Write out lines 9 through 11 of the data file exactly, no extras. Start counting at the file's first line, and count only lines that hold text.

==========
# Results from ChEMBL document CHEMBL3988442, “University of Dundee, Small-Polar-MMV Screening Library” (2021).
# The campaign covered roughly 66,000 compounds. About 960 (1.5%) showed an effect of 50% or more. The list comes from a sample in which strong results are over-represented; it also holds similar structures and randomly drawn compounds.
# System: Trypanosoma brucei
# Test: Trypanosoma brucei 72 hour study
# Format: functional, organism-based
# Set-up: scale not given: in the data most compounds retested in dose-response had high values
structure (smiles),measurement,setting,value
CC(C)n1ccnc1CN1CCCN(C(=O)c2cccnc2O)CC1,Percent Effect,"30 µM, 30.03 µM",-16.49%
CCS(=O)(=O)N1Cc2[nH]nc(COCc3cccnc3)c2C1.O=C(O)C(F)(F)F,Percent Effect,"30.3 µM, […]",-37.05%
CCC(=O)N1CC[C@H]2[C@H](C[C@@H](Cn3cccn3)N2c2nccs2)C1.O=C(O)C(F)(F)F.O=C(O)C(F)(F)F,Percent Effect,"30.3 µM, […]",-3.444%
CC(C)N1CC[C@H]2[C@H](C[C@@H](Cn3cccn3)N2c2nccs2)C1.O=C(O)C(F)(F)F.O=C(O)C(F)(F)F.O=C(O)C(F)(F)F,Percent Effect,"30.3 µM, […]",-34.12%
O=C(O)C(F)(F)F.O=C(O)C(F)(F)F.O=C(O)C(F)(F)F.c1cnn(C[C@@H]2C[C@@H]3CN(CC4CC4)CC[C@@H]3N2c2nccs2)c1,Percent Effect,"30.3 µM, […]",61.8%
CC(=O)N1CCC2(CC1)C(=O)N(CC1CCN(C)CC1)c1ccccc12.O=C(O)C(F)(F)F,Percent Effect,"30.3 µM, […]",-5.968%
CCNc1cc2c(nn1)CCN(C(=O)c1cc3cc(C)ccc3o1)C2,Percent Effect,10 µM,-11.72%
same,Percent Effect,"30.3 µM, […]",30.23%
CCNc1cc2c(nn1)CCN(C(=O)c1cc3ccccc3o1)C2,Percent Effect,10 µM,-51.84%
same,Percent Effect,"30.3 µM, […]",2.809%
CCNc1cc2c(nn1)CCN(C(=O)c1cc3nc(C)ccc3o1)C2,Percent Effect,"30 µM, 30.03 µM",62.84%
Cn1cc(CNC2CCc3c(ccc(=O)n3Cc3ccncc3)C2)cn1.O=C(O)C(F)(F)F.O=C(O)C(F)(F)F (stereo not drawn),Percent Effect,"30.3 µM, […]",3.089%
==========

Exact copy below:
CCS(=O)(=O)N1Cc2[nH]nc(COCc3cccnc3)c2C1.O=C(O)C(F)(F)F,Percent Effect,"30.3 µM, […]",-37.05%
CCC(=O)N1CC[C@H]2[C@H](C[C@@H](Cn3cccn3)N2c2nccs2)C1.O=C(O)C(F)(F)F.O=C(O)C(F)(F)F,Percent Effect,"30.3 µM, […]",-3.444%
CC(C)N1CC[C@H]2[C@H](C[C@@H](Cn3cccn3)N2c2nccs2)C1.O=C(O)C(F)(F)F.O=C(O)C(F)(F)F.O=C(O)C(F)(F)F,Percent Effect,"30.3 µM, […]",-34.12%